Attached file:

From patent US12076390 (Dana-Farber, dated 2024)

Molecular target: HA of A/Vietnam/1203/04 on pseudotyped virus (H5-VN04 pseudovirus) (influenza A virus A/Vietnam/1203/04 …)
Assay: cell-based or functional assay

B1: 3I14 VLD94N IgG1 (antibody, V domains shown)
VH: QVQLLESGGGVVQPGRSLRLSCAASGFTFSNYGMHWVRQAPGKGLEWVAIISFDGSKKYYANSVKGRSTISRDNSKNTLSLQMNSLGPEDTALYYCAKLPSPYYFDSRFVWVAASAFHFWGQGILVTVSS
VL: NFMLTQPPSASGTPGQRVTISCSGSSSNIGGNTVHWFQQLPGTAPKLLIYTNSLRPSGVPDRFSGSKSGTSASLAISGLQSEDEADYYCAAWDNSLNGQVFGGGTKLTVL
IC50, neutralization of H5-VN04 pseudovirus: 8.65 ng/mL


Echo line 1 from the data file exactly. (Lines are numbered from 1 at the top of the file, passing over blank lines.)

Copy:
From patent US12076390 (Dana-Farber, dated 2024)